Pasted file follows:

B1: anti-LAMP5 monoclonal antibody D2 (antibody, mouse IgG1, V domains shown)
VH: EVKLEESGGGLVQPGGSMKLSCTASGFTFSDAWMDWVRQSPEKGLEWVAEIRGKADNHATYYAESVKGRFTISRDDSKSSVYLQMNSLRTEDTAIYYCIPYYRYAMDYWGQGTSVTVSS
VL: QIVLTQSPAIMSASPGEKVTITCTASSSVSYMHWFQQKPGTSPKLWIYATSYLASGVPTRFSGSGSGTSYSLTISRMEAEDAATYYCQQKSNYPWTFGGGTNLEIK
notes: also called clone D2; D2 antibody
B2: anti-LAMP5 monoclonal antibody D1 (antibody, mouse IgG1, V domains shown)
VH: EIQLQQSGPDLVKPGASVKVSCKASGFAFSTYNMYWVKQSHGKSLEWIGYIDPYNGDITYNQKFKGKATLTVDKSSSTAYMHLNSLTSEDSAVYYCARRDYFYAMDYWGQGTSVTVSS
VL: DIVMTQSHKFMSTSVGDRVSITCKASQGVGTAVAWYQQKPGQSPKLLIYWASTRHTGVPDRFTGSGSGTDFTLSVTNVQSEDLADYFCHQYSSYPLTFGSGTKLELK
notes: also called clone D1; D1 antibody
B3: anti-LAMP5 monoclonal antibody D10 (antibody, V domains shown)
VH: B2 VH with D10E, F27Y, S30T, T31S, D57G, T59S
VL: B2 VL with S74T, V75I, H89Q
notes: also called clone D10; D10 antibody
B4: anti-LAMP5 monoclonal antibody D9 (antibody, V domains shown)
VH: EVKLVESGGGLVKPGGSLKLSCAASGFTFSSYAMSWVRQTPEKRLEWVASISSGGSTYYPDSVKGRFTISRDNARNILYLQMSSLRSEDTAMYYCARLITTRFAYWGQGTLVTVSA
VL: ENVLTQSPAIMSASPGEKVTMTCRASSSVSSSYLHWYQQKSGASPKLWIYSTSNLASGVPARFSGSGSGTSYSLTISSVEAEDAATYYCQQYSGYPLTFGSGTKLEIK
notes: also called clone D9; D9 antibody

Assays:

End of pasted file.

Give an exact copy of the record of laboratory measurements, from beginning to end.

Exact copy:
B1: anti-LAMP5 monoclonal antibody D2 (antibody, mouse IgG1, V domains shown)
VH: EVKLEESGGGLVQPGGSMKLSCTASGFTFSDAWMDWVRQSPEKGLEWVAEIRGKADNHATYYAESVKGRFTISRDDSKSSVYLQMNSLRTEDTAIYYCIPYYRYAMDYWGQGTSVTVSS
VL: QIVLTQSPAIMSASPGEKVTITCTASSSVSYMHWFQQKPGTSPKLWIYATSYLASGVPTRFSGSGSGTSYSLTISRMEAEDAATYYCQQKSNYPWTFGGGTNLEIK
notes: also called clone D2; D2 antibody
B2: anti-LAMP5 monoclonal antibody D1 (antibody, mouse IgG1, V domains shown)
VH: EIQLQQSGPDLVKPGASVKVSCKASGFAFSTYNMYWVKQSHGKSLEWIGYIDPYNGDITYNQKFKGKATLTVDKSSSTAYMHLNSLTSEDSAVYYCARRDYFYAMDYWGQGTSVTVSS
VL: DIVMTQSHKFMSTSVGDRVSITCKASQGVGTAVAWYQQKPGQSPKLLIYWASTRHTGVPDRFTGSGSGTDFTLSVTNVQSEDLADYFCHQYSSYPLTFGSGTKLELK
notes: also called clone D1; D1 antibody
B3: anti-LAMP5 monoclonal antibody D10 (antibody, V domains shown)
VH: B2 VH with D10E, F27Y, S30T, T31S, D57G, T59S
VL: B2 VL with S74T, V75I, H89Q
notes: also called clone D10; D10 antibody
B4: anti-LAMP5 monoclonal antibody D9 (antibody, V domains shown)
VH: EVKLVESGGGLVKPGGSLKLSCAASGFTFSSYAMSWVRQTPEKRLEWVASISSGGSTYYPDSVKGRFTISRDNARNILYLQMSSLRSEDTAMYYCARLITTRFAYWGQGTLVTVSA
VL: ENVLTQSPAIMSASPGEKVTMTCRASSSVSSSYLHWYQQKSGASPKLWIYSTSNLASGVPARFSGSGSGTSYSLTISSVEAEDAATYYCQQYSGYPLTFGSGTKLEIK
notes: also called clone D9; D9 antibody

Assays: